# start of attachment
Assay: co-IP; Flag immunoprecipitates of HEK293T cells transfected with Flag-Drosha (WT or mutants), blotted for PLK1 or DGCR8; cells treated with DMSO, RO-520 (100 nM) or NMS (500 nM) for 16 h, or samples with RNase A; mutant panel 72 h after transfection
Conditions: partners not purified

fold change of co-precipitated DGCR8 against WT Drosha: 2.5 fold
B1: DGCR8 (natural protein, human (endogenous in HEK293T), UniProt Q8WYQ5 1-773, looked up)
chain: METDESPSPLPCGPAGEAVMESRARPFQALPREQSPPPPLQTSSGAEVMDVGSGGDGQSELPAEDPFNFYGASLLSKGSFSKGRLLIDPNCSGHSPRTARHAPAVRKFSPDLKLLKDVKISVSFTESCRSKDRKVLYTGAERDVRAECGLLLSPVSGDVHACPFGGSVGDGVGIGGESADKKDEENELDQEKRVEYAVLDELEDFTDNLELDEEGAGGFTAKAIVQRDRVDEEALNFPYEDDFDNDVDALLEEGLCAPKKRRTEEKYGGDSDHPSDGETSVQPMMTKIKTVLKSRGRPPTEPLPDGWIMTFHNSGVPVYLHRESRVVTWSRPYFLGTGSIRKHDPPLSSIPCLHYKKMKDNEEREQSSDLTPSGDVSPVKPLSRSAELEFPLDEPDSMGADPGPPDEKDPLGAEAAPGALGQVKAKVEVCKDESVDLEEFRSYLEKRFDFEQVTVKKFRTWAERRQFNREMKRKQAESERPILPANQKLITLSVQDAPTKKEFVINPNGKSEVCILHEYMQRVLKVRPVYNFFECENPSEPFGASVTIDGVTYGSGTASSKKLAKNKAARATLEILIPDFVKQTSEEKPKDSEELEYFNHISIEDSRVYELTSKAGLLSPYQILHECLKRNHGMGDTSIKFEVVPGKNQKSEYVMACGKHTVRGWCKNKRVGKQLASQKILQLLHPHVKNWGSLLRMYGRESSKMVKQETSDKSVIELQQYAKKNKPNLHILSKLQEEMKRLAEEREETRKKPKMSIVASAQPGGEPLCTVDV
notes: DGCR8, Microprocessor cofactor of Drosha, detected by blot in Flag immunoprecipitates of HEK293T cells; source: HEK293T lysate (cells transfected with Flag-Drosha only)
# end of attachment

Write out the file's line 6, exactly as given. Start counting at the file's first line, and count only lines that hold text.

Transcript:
notes: DGCR8, Microprocessor cofactor of Drosha, detected by blot in Flag immunoprecipitates of HEK293T cells; source: HEK293T lysate (cells transfected with Flag-Drosha only)